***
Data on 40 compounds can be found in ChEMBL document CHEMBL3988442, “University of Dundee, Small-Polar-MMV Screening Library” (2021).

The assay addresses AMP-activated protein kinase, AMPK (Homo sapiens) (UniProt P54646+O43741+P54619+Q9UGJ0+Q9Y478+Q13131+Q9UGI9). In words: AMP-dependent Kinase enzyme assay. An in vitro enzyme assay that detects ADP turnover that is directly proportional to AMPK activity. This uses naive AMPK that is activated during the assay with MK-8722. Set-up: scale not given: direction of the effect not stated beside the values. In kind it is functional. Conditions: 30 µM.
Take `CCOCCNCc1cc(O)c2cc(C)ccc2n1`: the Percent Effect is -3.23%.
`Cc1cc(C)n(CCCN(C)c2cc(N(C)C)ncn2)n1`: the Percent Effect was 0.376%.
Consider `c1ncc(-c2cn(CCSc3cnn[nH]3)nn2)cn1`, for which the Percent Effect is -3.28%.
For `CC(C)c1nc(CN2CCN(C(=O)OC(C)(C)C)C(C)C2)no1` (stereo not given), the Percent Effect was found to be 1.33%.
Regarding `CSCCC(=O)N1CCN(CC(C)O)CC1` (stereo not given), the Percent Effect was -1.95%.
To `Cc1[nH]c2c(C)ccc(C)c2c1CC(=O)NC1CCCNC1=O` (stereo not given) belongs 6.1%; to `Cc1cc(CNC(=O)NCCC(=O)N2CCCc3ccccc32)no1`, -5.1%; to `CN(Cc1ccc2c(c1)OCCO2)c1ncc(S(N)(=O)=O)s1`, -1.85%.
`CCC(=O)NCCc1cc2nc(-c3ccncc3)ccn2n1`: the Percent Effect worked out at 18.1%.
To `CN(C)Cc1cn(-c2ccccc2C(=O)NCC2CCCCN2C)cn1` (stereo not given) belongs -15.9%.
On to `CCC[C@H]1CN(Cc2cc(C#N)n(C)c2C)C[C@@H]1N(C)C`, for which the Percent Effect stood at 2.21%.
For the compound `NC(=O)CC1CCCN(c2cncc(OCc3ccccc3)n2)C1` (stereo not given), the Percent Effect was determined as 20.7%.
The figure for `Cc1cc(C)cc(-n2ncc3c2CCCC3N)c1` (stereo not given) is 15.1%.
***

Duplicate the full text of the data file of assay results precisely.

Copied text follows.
Data on 40 compounds can be found in ChEMBL document CHEMBL3988442, “University of Dundee, Small-Polar-MMV Screening Library” (2021).

The assay addresses AMP-activated protein kinase, AMPK (Homo sapiens) (UniProt P54646+O43741+P54619+Q9UGJ0+Q9Y478+Q13131+Q9UGI9). In words: AMP-dependent Kinase enzyme assay. An in vitro enzyme assay that detects ADP turnover that is directly proportional to AMPK activity. This uses naive AMPK that is activated during the assay with MK-8722. Set-up: scale not given: direction of the effect not stated beside the values. In kind it is functional. Conditions: 30 µM.
Take `CCOCCNCc1cc(O)c2cc(C)ccc2n1`: the Percent Effect is -3.23%.
`Cc1cc(C)n(CCCN(C)c2cc(N(C)C)ncn2)n1`: the Percent Effect was 0.376%.
Consider `c1ncc(-c2cn(CCSc3cnn[nH]3)nn2)cn1`, for which the Percent Effect is -3.28%.
For `CC(C)c1nc(CN2CCN(C(=O)OC(C)(C)C)C(C)C2)no1` (stereo not given), the Percent Effect was found to be 1.33%.
Regarding `CSCCC(=O)N1CCN(CC(C)O)CC1` (stereo not given), the Percent Effect was -1.95%.
To `Cc1[nH]c2c(C)ccc(C)c2c1CC(=O)NC1CCCNC1=O` (stereo not given) belongs 6.1%; to `Cc1cc(CNC(=O)NCCC(=O)N2CCCc3ccccc32)no1`, -5.1%; to `CN(Cc1ccc2c(c1)OCCO2)c1ncc(S(N)(=O)=O)s1`, -1.85%.
`CCC(=O)NCCc1cc2nc(-c3ccncc3)ccn2n1`: the Percent Effect worked out at 18.1%.
To `CN(C)Cc1cn(-c2ccccc2C(=O)NCC2CCCCN2C)cn1` (stereo not given) belongs -15.9%.
On to `CCC[C@H]1CN(Cc2cc(C#N)n(C)c2C)C[C@@H]1N(C)C`, for which the Percent Effect stood at 2.21%.
For the compound `NC(=O)CC1CCCN(c2cncc(OCc3ccccc3)n2)C1` (stereo not given), the Percent Effect was determined as 20.7%.
The figure for `Cc1cc(C)cc(-n2ncc3c2CCCC3N)c1` (stereo not given) is 15.1%.